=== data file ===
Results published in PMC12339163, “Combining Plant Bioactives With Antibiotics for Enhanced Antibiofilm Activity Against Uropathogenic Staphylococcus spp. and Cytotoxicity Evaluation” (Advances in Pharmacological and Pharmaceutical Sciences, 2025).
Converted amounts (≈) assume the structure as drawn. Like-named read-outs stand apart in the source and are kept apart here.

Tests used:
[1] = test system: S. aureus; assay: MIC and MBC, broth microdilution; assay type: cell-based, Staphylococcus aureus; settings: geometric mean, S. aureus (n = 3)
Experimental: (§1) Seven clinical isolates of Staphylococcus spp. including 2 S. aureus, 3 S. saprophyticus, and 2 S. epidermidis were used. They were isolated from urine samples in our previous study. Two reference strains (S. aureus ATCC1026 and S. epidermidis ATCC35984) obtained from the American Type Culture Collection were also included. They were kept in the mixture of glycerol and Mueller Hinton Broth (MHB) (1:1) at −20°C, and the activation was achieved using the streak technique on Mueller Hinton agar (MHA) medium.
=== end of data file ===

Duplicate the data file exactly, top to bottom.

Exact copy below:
Results published in PMC12339163, “Combining Plant Bioactives With Antibiotics for Enhanced Antibiofilm Activity Against Uropathogenic Staphylococcus spp. and Cytotoxicity Evaluation” (Advances in Pharmacological and Pharmaceutical Sciences, 2025).
Converted amounts (≈) assume the structure as drawn. Like-named read-outs stand apart in the source and are kept apart here.

Tests used:
[1] = test system: S. aureus; assay: MIC and MBC, broth microdilution; assay type: cell-based, Staphylococcus aureus; settings: geometric mean, S. aureus (n = 3)
Experimental: (§1) Seven clinical isolates of Staphylococcus spp. including 2 S. aureus, 3 S. saprophyticus, and 2 S. epidermidis were used. They were isolated from urine samples in our previous study. Two reference strains (S. aureus ATCC1026 and S. epidermidis ATCC35984) obtained from the American Type Culture Collection were also included. They were kept in the mixture of glycerol and Mueller Hinton Broth (MHB) (1:1) at −20°C, and the activation was achieved using the streak technique on Mueller Hinton agar (MHA) medium.